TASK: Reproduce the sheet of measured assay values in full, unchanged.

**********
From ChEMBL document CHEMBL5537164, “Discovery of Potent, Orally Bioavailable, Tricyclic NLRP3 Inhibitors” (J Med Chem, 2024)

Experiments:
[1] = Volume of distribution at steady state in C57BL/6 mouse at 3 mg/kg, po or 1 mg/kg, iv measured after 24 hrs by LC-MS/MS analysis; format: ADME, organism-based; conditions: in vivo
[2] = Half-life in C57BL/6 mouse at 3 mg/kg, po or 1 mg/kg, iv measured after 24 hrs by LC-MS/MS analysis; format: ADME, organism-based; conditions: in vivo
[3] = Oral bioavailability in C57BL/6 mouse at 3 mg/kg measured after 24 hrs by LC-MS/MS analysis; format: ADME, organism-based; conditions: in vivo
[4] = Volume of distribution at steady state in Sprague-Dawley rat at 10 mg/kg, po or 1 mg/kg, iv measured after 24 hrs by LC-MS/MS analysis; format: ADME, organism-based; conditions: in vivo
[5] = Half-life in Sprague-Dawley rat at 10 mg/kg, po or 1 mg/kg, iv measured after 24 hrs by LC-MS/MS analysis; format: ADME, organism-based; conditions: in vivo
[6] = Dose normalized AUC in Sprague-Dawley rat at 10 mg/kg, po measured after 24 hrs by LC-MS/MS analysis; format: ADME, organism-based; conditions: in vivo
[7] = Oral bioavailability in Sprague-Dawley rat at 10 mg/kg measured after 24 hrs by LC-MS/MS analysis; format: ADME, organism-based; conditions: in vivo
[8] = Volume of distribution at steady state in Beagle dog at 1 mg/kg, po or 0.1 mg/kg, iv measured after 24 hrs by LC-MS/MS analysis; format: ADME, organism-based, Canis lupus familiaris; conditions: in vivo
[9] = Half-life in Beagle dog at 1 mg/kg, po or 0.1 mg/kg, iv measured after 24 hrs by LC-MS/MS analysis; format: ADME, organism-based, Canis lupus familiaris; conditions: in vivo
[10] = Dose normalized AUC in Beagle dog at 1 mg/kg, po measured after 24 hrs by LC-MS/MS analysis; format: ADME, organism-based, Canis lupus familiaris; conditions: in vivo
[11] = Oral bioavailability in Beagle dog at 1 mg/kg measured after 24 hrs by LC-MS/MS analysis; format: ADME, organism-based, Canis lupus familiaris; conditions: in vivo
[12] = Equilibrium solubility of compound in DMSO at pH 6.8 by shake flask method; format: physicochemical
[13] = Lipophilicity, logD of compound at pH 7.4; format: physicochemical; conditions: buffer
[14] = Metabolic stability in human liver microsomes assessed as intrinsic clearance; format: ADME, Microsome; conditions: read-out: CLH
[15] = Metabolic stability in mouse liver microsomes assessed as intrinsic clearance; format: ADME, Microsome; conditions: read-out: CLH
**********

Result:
From ChEMBL document CHEMBL5537164, “Discovery of Potent, Orally Bioavailable, Tricyclic NLRP3 Inhibitors” (J Med Chem, 2024)

Experiments:
[1] = Volume of distribution at steady state in C57BL/6 mouse at 3 mg/kg, po or 1 mg/kg, iv measured after 24 hrs by LC-MS/MS analysis; format: ADME, organism-based; conditions: in vivo
[2] = Half-life in C57BL/6 mouse at 3 mg/kg, po or 1 mg/kg, iv measured after 24 hrs by LC-MS/MS analysis; format: ADME, organism-based; conditions: in vivo
[3] = Oral bioavailability in C57BL/6 mouse at 3 mg/kg measured after 24 hrs by LC-MS/MS analysis; format: ADME, organism-based; conditions: in vivo
[4] = Volume of distribution at steady state in Sprague-Dawley rat at 10 mg/kg, po or 1 mg/kg, iv measured after 24 hrs by LC-MS/MS analysis; format: ADME, organism-based; conditions: in vivo
[5] = Half-life in Sprague-Dawley rat at 10 mg/kg, po or 1 mg/kg, iv measured after 24 hrs by LC-MS/MS analysis; format: ADME, organism-based; conditions: in vivo
[6] = Dose normalized AUC in Sprague-Dawley rat at 10 mg/kg, po measured after 24 hrs by LC-MS/MS analysis; format: ADME, organism-based; conditions: in vivo
[7] = Oral bioavailability in Sprague-Dawley rat at 10 mg/kg measured after 24 hrs by LC-MS/MS analysis; format: ADME, organism-based; conditions: in vivo
[8] = Volume of distribution at steady state in Beagle dog at 1 mg/kg, po or 0.1 mg/kg, iv measured after 24 hrs by LC-MS/MS analysis; format: ADME, organism-based, Canis lupus familiaris; conditions: in vivo
[9] = Half-life in Beagle dog at 1 mg/kg, po or 0.1 mg/kg, iv measured after 24 hrs by LC-MS/MS analysis; format: ADME, organism-based, Canis lupus familiaris; conditions: in vivo
[10] = Dose normalized AUC in Beagle dog at 1 mg/kg, po measured after 24 hrs by LC-MS/MS analysis; format: ADME, organism-based, Canis lupus familiaris; conditions: in vivo
[11] = Oral bioavailability in Beagle dog at 1 mg/kg measured after 24 hrs by LC-MS/MS analysis; format: ADME, organism-based, Canis lupus familiaris; conditions: in vivo
[12] = Equilibrium solubility of compound in DMSO at pH 6.8 by shake flask method; format: physicochemical
[13] = Lipophilicity, logD of compound at pH 7.4; format: physicochemical; conditions: buffer
[14] = Metabolic stability in human liver microsomes assessed as intrinsic clearance; format: ADME, Microsome; conditions: read-out: CLH
[15] = Metabolic stability in mouse liver microsomes assessed as intrinsic clearance; format: ADME, Microsome; conditions: read-out: CLH